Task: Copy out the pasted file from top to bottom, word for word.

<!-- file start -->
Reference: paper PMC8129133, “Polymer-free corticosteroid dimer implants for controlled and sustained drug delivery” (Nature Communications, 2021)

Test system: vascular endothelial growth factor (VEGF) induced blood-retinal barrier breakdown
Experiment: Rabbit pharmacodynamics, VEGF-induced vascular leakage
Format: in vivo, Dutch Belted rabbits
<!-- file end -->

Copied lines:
Reference: paper PMC8129133, “Polymer-free corticosteroid dimer implants for controlled and sustained drug delivery” (Nature Communications, 2021)

Test system: vascular endothelial growth factor (VEGF) induced blood-retinal barrier breakdown
Experiment: Rabbit pharmacodynamics, VEGF-induced vascular leakage
Format: in vivo, Dutch Belted rabbits